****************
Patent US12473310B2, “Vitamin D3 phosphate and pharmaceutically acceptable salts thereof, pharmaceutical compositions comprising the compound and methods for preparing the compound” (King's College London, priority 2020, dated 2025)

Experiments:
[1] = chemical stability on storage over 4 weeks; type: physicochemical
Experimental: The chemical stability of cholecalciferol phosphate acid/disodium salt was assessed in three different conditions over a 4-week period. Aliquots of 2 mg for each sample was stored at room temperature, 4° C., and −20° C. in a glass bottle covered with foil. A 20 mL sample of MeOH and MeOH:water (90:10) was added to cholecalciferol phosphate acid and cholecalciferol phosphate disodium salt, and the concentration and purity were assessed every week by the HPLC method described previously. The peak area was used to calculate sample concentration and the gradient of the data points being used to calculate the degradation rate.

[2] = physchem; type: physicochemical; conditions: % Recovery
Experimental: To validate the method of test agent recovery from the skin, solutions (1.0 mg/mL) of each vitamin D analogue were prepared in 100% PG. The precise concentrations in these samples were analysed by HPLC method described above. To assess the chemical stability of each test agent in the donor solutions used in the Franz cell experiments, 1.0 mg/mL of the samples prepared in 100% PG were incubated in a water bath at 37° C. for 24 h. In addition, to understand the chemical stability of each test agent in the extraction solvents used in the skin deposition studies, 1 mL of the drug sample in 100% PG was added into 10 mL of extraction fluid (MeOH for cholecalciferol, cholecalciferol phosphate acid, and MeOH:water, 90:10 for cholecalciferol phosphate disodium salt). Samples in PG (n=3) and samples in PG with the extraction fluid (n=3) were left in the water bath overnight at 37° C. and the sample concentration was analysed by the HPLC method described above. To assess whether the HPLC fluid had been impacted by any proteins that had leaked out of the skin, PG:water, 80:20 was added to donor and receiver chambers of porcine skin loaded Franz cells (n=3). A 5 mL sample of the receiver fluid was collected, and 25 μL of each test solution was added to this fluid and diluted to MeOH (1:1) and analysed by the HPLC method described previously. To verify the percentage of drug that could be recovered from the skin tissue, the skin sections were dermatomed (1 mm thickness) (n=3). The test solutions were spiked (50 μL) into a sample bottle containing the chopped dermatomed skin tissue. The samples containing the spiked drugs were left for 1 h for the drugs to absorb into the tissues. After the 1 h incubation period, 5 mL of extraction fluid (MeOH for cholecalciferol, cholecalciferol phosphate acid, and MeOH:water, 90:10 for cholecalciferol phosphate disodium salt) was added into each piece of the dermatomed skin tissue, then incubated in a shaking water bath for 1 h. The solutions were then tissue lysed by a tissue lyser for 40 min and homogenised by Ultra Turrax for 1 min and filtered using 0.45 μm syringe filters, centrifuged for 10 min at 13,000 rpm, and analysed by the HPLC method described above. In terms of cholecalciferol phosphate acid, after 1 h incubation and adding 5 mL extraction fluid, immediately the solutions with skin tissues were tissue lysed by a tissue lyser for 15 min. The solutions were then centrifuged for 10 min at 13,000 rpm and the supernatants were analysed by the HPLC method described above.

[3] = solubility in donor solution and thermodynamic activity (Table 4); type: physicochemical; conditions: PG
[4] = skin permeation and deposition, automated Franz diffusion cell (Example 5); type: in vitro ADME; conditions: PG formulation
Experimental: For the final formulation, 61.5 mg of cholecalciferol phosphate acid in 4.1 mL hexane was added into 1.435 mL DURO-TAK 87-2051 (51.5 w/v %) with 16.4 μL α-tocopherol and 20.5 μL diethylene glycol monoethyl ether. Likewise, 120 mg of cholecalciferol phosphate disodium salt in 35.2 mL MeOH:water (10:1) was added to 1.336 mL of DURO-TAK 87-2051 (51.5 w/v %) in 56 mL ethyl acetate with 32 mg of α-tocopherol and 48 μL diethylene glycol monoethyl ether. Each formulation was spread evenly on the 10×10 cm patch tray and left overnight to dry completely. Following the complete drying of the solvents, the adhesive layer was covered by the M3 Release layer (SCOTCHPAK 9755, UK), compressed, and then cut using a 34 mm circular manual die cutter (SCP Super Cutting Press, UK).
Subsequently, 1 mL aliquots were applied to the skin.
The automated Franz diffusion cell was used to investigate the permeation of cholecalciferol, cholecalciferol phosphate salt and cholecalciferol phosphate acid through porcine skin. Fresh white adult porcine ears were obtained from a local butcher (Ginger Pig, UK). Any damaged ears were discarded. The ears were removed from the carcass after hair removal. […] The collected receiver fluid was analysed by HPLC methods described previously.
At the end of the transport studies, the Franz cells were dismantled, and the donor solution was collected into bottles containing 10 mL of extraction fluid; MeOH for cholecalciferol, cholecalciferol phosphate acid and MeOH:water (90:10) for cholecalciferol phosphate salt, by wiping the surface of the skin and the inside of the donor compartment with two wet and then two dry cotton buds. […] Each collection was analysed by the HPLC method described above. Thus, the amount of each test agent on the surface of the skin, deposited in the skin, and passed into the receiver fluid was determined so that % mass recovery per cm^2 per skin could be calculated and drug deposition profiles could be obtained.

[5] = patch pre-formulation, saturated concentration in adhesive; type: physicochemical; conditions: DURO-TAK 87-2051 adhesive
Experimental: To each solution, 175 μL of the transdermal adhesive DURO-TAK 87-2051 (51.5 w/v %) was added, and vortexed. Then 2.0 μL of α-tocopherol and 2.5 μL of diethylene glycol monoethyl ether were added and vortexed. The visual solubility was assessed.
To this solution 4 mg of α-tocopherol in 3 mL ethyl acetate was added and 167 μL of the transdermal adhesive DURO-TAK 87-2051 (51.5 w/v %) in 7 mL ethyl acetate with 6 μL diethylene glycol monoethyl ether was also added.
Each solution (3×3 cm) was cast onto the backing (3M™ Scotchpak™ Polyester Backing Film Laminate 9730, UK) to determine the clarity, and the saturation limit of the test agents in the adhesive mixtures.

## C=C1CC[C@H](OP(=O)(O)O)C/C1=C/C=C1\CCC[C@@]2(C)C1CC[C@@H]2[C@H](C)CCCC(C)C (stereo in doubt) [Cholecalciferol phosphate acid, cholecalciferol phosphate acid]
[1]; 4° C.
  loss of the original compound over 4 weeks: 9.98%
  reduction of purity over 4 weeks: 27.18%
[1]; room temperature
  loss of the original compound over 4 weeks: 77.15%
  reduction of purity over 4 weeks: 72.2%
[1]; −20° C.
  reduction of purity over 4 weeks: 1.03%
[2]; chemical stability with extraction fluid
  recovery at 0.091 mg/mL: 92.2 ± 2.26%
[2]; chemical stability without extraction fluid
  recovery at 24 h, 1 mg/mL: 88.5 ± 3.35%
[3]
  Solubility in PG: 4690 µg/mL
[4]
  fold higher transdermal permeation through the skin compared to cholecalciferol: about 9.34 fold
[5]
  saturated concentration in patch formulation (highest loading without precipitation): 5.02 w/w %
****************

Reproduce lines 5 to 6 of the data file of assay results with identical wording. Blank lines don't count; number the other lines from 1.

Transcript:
[2] = physchem; type: physicochemical; conditions: % Recovery
Experimental: To validate the method of test agent recovery from the skin, solutions (1.0 mg/mL) of each vitamin D analogue were prepared in 100% PG. The precise concentrations in these samples were analysed by HPLC method described above. To assess the chemical stability of each test agent in the donor solutions used in the Franz cell experiments, 1.0 mg/mL of the samples prepared in 100% PG were incubated in a water bath at 37° C. for 24 h. In addition, to understand the chemical stability of each test agent in the extraction solvents used in the skin deposition studies, 1 mL of the drug sample in 100% PG was added into 10 mL of extraction fluid (MeOH for cholecalciferol, cholecalciferol phosphate acid, and MeOH:water, 90:10 for cholecalciferol phosphate disodium salt). Samples in PG (n=3) and samples in PG with the extraction fluid (n=3) were left in the water bath overnight at 37° C. and the sample concentration was analysed by the HPLC method described above. To assess whether the HPLC fluid had been impacted by any proteins that had leaked out of the skin, PG:water, 80:20 was added to donor and receiver chambers of porcine skin loaded Franz cells (n=3). A 5 mL sample of the receiver fluid was collected, and 25 μL of each test solution was added to this fluid and diluted to MeOH (1:1) and analysed by the HPLC method described previously. To verify the percentage of drug that could be recovered from the skin tissue, the skin sections were dermatomed (1 mm thickness) (n=3). The test solutions were spiked (50 μL) into a sample bottle containing the chopped dermatomed skin tissue. The samples containing the spiked drugs were left for 1 h for the drugs to absorb into the tissues. After the 1 h incubation period, 5 mL of extraction fluid (MeOH for cholecalciferol, cholecalciferol phosphate acid, and MeOH:water, 90:10 for cholecalciferol phosphate disodium salt) was added into each piece of the dermatomed skin tissue, then incubated in a shaking water bath for 1 h. The solutions were then tissue lysed by a tissue lyser for 40 min and homogenised by Ultra Turrax for 1 min and filtered using 0.45 μm syringe filters, centrifuged for 10 min at 13,000 rpm, and analysed by the HPLC method described above. In terms of cholecalciferol phosphate acid, after 1 h incubation and adding 5 mL extraction fluid, immediately the solutions with skin tissues were tissue lysed by a tissue lyser for 15 min. The solutions were then centrifuged for 10 min at 13,000 rpm and the supernatants were analysed by the HPLC method described above.